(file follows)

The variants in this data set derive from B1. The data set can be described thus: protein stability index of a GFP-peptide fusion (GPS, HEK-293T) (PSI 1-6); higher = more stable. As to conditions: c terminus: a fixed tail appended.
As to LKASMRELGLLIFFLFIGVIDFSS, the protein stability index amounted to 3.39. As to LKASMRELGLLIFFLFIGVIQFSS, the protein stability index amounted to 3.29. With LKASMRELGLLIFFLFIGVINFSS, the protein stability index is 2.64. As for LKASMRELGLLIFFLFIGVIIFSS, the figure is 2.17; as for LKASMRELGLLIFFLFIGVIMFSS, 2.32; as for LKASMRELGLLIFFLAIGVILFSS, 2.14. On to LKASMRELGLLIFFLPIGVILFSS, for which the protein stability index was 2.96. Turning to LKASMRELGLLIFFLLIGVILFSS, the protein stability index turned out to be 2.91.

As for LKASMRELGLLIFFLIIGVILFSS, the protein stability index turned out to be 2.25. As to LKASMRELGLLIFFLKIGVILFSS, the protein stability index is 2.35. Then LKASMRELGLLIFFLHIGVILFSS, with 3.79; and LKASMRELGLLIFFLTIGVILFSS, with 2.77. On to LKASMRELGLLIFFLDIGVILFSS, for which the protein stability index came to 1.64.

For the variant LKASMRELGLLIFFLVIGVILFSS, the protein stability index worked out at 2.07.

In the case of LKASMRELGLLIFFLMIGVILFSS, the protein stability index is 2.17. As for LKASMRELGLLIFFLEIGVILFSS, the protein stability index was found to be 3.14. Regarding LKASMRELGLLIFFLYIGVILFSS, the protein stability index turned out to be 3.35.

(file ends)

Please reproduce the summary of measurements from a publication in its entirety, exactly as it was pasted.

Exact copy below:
The variants in this data set derive from B1. The data set can be described thus: protein stability index of a GFP-peptide fusion (GPS, HEK-293T) (PSI 1-6); higher = more stable. As to conditions: c terminus: a fixed tail appended.
As to LKASMRELGLLIFFLFIGVIDFSS, the protein stability index amounted to 3.39. As to LKASMRELGLLIFFLFIGVIQFSS, the protein stability index amounted to 3.29. With LKASMRELGLLIFFLFIGVINFSS, the protein stability index is 2.64. As for LKASMRELGLLIFFLFIGVIIFSS, the figure is 2.17; as for LKASMRELGLLIFFLFIGVIMFSS, 2.32; as for LKASMRELGLLIFFLAIGVILFSS, 2.14. On to LKASMRELGLLIFFLPIGVILFSS, for which the protein stability index was 2.96. Turning to LKASMRELGLLIFFLLIGVILFSS, the protein stability index turned out to be 2.91.

As for LKASMRELGLLIFFLIIGVILFSS, the protein stability index turned out to be 2.25. As to LKASMRELGLLIFFLKIGVILFSS, the protein stability index is 2.35. Then LKASMRELGLLIFFLHIGVILFSS, with 3.79; and LKASMRELGLLIFFLTIGVILFSS, with 2.77. On to LKASMRELGLLIFFLDIGVILFSS, for which the protein stability index came to 1.64.

For the variant LKASMRELGLLIFFLVIGVILFSS, the protein stability index worked out at 2.07.

In the case of LKASMRELGLLIFFLMIGVILFSS, the protein stability index is 2.17. As for LKASMRELGLLIFFLEIGVILFSS, the protein stability index was found to be 3.14. Regarding LKASMRELGLLIFFLYIGVILFSS, the protein stability index turned out to be 3.35.